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Arthritis Rheum. 1994 Apr;37(4):529-36.

Diacerhein in the treatment of osteoarthritis of the hip.

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Hôpital Cochin, Paris, France.



To determine the efficacy and safety of diacerhein, a potential new therapeutic agent with properties differing from those of existing nonsteroidal anti-inflammatory drugs (NSAIDs), and of a combination of diacerhein and an NSAID (tenoxicam) in the treatment of osteoarthritis (OA) of the hip.


Two hundred eighty-eight patients with painful OA of the hip were enrolled in an 8-week randomized, double-blind, placebo-controlled, 2 x 2 factorial design study. Four treatment groups were defined: 1) diacerhein placebo and tenoxicam placebo, 2) tenoxicam and diacerhein placebo, 3) diacerhein and tenoxicam placebo, and 4) diacerhein and tenoxicam. The daily dosages of diacerhein and tenoxicam were 100 mg and 20 mg, respectively.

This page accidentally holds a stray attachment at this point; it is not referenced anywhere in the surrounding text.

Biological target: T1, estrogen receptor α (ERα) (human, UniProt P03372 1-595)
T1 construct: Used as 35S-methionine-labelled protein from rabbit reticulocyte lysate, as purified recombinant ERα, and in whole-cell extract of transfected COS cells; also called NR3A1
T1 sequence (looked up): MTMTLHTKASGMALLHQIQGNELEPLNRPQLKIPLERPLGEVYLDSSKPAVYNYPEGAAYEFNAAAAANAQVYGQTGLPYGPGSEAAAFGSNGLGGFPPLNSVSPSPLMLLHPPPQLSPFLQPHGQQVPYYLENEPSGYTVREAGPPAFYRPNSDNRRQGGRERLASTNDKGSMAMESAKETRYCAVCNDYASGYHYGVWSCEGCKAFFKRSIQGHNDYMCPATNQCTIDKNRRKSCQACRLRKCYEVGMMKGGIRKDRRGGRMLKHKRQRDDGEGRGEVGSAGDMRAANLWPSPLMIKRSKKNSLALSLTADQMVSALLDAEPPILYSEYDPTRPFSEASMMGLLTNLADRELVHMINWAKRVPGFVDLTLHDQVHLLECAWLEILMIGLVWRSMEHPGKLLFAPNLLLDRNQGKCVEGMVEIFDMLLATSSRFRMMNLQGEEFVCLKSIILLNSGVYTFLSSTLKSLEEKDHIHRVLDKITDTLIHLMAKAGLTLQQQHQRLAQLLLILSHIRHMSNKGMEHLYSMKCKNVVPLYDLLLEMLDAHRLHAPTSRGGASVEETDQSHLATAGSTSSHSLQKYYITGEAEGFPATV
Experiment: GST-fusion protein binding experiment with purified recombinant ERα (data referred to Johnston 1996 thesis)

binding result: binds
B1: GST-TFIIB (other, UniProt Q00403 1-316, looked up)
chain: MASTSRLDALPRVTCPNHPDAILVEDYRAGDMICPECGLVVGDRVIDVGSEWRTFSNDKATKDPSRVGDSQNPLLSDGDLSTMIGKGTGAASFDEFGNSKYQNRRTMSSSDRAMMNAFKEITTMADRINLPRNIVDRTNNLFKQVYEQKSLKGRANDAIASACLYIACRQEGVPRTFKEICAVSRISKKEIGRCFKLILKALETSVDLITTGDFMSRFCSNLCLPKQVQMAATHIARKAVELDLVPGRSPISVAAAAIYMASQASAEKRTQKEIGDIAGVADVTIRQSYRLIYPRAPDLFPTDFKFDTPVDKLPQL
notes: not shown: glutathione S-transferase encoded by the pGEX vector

Analyses of efficacy showed no interaction between diacerhein and tenoxicam in terms of efficacy, a clinically significant rapid (< or = 2 weeks) and persisting effect of tenoxicam during the 8 weeks of the study, and a slow-acting (6 weeks) effect of diacerhein. Moderate, transient diarrhea was the most frequent side effect observed in the diacerhein group (37%) compared with the placebo group (4%).


Both tenoxicam and diacerhein appear to be superior to placebo, and neither agent appears to significantly enhance or detract from the efficacy of the other when they are administered concomitantly. The onset of action of diacerhein appears to be delayed (> or = 4 weeks).

[Indexed for MEDLINE]

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